Eat this with plain vanilla ice cream or have it like I do – sandwiched with your favorite chocolate sponge cake and vanilla ice cream.

Orange Coulis
Makes ¾ th cup

1 cup orange juice
2 level teaspoons cornflour or cornstarch
2 teaspoons sugar
Juice of ½ lime
A few drops of orange essence

For the orange peel to add in the sauce
Orange peel with the pith removed, cut into thin ¼ inch slices
1 tablespoon water
2 teaspoons sugar

  1. To sweeten the orange peel, put all the ingredients in a bowl and heat it (keep stirring all the while) over a low flame for 5 minutes until the sugar solution thickens and the peel softens.
  2. In a saucepan, put the orange juice, cornflour and sugar and heat it over a low flame. Keep stirring this for 7 – 8 minutes until the sauce thickens a little bit.
  3. Take it off the heat and add the lime juice and orange essence. Add the orange peel and let the sauce cool.
  4. Enjoy it with a bowl of vanilla ice cream.

10 Jan 2012

Strawberries with Balsamic Vinegar

Somehow, whenever the strawberry season arrives (that, in India, is winter) I feel a sense of growing excitement. It usually starts around November when roadside hawkers lug around boxes of half ripe, tasteless strawberries and culminates at the end of December – early January, when they are at their best – ripe and bright red. I remember them being the height of luxury in fruits and being a rare treat during my childhood. It is seldom that you get sweet luscious strawberries in India even now.

I prefer strawberries in simple desserts. For instance, strawberries and ice cream or strawberries and whipped cream are my favorites. In fact, one of my favorite memories from Bangalore is going to Corner House or The Edge for strawberries and cream at night with a whole gang from the PG where I stayed. None of the strawberries in a rich chocolate cake for me please.

This dessert is one of the fanciest sounding ones and definitely the easiest. The balsamic vinegar and black pepper intensifies the flavor of the strawberries and I for one love this cold dessert even in the middle of winter.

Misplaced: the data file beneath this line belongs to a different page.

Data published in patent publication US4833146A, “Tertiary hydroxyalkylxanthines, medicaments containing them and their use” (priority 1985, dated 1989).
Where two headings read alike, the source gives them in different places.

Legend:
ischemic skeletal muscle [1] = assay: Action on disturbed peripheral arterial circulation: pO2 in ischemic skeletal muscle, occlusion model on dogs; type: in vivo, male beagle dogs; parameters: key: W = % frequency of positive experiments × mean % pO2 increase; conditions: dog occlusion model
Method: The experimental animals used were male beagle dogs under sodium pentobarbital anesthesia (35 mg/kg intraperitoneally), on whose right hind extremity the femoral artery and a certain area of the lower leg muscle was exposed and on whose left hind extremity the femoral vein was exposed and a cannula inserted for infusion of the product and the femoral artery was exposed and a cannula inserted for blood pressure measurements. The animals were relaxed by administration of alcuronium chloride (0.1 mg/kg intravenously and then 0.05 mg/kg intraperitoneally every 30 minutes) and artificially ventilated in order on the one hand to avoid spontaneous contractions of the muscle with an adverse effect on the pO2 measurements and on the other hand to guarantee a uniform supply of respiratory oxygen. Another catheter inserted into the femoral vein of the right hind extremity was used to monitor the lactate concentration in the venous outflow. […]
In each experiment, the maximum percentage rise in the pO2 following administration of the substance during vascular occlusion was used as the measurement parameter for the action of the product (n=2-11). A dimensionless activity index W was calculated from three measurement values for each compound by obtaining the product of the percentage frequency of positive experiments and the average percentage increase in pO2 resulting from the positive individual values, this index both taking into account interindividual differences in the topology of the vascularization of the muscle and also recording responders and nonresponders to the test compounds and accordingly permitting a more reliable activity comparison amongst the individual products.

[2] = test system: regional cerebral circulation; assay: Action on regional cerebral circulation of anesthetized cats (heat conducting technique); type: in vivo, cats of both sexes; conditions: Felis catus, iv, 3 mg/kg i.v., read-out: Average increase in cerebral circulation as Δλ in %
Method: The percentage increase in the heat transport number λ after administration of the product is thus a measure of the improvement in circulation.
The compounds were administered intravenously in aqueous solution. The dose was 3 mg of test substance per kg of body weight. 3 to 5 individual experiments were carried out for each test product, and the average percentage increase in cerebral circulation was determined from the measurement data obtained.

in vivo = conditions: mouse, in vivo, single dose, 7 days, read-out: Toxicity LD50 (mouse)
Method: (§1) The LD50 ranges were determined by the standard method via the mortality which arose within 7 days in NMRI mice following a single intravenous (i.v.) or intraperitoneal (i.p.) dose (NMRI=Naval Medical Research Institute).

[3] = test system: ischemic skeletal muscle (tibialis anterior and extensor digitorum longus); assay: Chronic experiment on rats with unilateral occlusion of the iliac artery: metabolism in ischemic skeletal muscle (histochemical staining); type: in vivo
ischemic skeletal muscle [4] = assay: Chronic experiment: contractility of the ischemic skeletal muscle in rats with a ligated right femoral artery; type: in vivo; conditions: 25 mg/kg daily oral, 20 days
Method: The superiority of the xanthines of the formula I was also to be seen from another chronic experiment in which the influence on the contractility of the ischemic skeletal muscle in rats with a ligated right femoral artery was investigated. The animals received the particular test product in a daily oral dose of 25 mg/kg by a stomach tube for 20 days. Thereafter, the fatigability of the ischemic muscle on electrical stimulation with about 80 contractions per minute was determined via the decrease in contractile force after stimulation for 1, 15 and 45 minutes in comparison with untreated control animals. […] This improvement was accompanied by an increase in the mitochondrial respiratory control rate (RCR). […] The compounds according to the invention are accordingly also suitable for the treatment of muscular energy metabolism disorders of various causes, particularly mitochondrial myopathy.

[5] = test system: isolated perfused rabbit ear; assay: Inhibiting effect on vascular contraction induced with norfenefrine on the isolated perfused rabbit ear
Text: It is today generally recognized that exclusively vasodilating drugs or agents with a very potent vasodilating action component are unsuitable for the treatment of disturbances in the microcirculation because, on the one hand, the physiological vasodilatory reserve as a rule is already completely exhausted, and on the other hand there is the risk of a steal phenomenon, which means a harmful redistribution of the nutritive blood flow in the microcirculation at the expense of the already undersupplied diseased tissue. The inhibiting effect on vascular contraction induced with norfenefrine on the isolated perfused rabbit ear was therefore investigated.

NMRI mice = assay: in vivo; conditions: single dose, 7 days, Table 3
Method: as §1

Strawberries with Balsamic Vinegar and Black Pepper

200 gms fresh strawberries, washed and hulled
1 tbsp sugar
2 tbsp balsamic vinegar
A pinch of ground black pepper

Slice the strawberries in half. Combine strawberries, sugar, vinegar and pepper in a large bowl. Chill for a few hours or overnight before serving. 

7 Jan 2012

Happy 2012

Wishing you all a very Happy New Year, dear readers. I hope it is filled with love, peace and wonderful things to eat!

2011 has been great – I completed my masters, returned home and started this blog! I have read more about food these past few months than I have my entire life. I have invested in a few great foodie books and gained inspiration from the success (and failures!) of the greatest chefs in the world. From this I understood that failure does not mean that I am no good at something. It just means that I need to try again. I have become more technology savvy. I have learnt a little bit about food styling and become interested in photography.

Here are some of my food resolutions for 2012:

  1. Improve my photography.
  2. Make my own extracts - vanilla extract!.
  3. Use my springform pan to make a cheesecake.
  4. Find a good recipe for the perfect pie dough.
  5. Bake an elaborate birthday cake - made so many!.
  6. Get over my revulsion for eggplant  - aubergine and bell pepper foccacia.
  7. Make marmalade.
  8. Start making breads - aubergine and bell pepper foccacia.
  9. Have a month where I make only hazelnut cookies/cakes/other delicious things - hazelnut sables, chocolate hazelnut torte, homemade nutella.
  10. Grow a few herbs.
  11. Bake something sweet with pumpkin.
  12. Read a new food book each month (see pinterest for the books i want to read).
  13. Bake an olive oil cake - kinnow orange cinnamon cake, french yogurt cake.
  14. Learn how to make good coulis - orange coulis.
 What are your food goals?